Tue. Jul 16th, 2019

Java Interfaces

Interfaces

 

Using the keyword interface, you can fully abstract a class’ interface from its implementation. That is, using interface, you can specify what a class must do, but not how it does it. Interfaces are syntactically similar to classes, but they lack instance variables, and their methods are declared without any body. Once it is defined, any number of classes can implement an interface. Also, one class can implement any number of interfaces. To implement an interface, a class must create the complete set of methods defined by the interface. How ever, each class is free to determine the details of its own implementation. By providing the interface keyword, Java allows you to fully utilize the “one interface, multiple methods” aspect of polymorphism. Interfaces are designed to support dynamic method resolution at run time. Normally, in order for a method to be called from one class to another, both classes need to be present at compile time so the Java compiler can check to ensure that the method signatures are compatible.

Defining an Interface

An interface is defined much like a class. This is the general form of an interface:

 

access interface name {

return-type method-name1(parameter-list);

return-type method-name2(parameter-list);

type final-varname1 = value;

type final-varname2 = value;

// …

return-type method-nameN(parameter-list);

type final-varnameN = value;

}

 

Here, access is either public or not used. When no access specifier is included, then default access results, and the interface is only available to other members of the package in which it is declared. When it is declared as public, the interface can be used by any other code. name is the name of the interface, and can be any valid identifier. Notice that the methods which are declared have no bodies. They end with a semicolon after the parameter list. They are, essentially, abstract methods; there can be no default implementation of any method specified within an interface. Each class that includes an interface must implement all of the methods. Variables can be declared inside of interface declarations. They are implicitly final and static, meaning they cannot be changed by the implementing class. They must also be initialized with a constant value. All methods and variables are implicitly public if the interface, itself, is declared as public. Here is an example of an interface definition. It declares a simple interface which contains one method called callback( ) that takes a single integer parameter.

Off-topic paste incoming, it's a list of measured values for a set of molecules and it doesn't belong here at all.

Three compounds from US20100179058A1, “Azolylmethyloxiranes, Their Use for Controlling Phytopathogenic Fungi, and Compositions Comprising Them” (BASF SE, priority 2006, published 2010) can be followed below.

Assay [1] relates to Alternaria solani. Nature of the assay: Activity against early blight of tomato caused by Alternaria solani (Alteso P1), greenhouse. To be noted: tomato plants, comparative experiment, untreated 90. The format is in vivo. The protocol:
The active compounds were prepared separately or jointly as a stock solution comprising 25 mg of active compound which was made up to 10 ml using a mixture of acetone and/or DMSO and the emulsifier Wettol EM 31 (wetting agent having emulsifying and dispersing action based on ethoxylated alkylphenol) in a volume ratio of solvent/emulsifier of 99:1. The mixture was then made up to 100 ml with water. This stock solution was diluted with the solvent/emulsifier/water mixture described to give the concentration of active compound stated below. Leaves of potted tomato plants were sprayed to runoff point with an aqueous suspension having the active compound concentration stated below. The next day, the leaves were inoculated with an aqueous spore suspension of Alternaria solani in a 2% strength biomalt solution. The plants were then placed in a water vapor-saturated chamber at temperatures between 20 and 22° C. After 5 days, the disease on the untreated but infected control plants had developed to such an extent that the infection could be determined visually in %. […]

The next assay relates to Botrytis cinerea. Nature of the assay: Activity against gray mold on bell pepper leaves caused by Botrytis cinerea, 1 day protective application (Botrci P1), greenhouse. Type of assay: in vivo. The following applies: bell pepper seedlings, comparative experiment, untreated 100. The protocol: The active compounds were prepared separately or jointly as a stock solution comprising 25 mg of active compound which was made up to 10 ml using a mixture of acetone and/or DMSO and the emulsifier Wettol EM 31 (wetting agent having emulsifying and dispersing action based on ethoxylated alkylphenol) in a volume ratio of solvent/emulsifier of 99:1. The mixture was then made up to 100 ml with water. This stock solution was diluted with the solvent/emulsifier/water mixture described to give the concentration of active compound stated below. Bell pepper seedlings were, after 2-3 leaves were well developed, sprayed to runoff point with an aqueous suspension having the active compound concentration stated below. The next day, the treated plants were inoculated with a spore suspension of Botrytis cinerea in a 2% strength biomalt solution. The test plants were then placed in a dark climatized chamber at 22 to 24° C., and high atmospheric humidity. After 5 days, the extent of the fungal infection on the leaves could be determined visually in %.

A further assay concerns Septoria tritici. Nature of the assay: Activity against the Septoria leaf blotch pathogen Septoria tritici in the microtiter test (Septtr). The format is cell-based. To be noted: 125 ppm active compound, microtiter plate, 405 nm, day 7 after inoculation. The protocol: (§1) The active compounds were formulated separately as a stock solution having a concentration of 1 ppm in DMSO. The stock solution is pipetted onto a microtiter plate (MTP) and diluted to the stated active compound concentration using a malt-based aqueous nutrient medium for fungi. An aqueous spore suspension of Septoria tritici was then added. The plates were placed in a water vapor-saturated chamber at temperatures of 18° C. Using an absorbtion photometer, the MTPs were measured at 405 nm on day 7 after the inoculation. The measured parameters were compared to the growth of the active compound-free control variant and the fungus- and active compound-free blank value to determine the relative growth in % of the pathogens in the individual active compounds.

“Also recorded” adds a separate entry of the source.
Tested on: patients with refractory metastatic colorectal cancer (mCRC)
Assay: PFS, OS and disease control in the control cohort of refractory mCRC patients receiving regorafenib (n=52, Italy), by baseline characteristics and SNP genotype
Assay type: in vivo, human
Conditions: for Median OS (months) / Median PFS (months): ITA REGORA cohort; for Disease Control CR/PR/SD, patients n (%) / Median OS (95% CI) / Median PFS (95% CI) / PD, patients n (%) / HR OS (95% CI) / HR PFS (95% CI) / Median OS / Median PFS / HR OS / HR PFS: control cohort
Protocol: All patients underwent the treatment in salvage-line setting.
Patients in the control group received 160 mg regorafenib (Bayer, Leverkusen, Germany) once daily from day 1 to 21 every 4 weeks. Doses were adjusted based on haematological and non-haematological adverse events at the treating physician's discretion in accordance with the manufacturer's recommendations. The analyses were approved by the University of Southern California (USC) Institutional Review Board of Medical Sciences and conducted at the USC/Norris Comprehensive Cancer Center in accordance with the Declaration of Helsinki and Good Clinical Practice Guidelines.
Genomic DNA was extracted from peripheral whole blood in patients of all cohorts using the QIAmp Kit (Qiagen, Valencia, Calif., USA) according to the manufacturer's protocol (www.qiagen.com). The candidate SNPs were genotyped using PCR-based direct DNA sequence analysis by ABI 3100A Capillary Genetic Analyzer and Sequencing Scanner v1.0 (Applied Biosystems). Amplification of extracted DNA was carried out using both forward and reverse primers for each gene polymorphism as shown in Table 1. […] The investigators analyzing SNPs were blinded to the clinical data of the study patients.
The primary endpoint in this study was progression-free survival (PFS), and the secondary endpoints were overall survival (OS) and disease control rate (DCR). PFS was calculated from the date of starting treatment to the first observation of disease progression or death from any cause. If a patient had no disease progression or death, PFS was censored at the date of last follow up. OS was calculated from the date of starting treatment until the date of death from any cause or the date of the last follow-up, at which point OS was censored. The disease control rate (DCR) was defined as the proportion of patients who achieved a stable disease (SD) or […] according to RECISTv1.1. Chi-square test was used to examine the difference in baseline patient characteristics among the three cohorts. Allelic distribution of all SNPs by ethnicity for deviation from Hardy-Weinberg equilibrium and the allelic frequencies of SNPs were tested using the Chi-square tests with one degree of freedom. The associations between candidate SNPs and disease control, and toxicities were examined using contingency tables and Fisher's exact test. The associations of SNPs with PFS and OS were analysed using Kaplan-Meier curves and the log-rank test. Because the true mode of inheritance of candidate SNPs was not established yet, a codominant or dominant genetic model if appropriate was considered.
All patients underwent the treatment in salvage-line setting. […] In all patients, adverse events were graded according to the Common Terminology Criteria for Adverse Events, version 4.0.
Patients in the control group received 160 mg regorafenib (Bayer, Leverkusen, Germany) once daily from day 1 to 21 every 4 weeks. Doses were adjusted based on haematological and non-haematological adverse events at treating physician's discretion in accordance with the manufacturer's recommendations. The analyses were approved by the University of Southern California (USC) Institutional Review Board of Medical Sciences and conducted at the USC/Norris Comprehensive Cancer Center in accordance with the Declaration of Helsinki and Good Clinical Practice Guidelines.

interface Callback {

void callback(int param);

}

Implementing Interfaces

Once an interface has been defined, one or more classes can implement that interface. To implement an interface, include the implements clause in a class definition, and then create the methods defined by the interface. The general form of a class that includes the implements clause looks like this:

 

access class classname [extends superclass]

[implements interface [,interface…]] {

// class-body

}

 

Here, access is either public or not used. If a class implements more than one interface, the interfaces are separated with a comma. If a class implements two interfaces that declare the same method, then the same method will be used by clients of either interface. The methods that implement an interface must be declared public. Also, the type signature of the implementing method must match exactly the type signature specified in the interface definition. Here is a small example class that implements the Callback interface shown earlier.

 

class Client implements Callback {

// Implement Callback’s interface

public void callback(int p) {

System.out.println(“callback called with ” + p);

}

}

 

Notice that callback( ) is declared using the public access specifier. When you implement an interface method, it must be declared as public. It is both permissible and common for classes that implement interfaces to define additional members of their own. For example, the following version of Client implements callback( ) and adds the method nonIfaceMeth( ):

 

class Client implements Callback {

// Implement Callback’s interface

public void callback(int p) {

System.out.println(“callback called with ” + p);

}

void nonIfaceMeth() {